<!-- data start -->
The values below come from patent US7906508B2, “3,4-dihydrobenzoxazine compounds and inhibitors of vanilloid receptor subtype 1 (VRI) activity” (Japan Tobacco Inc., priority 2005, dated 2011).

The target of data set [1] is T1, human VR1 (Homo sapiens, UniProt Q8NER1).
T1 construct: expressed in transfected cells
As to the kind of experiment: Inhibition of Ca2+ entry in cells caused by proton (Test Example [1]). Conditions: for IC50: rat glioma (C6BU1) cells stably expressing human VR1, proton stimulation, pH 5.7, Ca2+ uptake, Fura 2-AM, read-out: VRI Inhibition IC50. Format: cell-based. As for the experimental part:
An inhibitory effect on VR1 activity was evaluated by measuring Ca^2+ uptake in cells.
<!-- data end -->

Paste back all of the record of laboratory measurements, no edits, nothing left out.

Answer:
The values below come from patent US7906508B2, “3,4-dihydrobenzoxazine compounds and inhibitors of vanilloid receptor subtype 1 (VRI) activity” (Japan Tobacco Inc., priority 2005, dated 2011).

The target of data set [1] is T1, human VR1 (Homo sapiens, UniProt Q8NER1).
T1 construct: expressed in transfected cells
As to the kind of experiment: Inhibition of Ca2+ entry in cells caused by proton (Test Example [1]). Conditions: for IC50: rat glioma (C6BU1) cells stably expressing human VR1, proton stimulation, pH 5.7, Ca2+ uptake, Fura 2-AM, read-out: VRI Inhibition IC50. Format: cell-based. As for the experimental part:
An inhibitory effect on VR1 activity was evaluated by measuring Ca^2+ uptake in cells.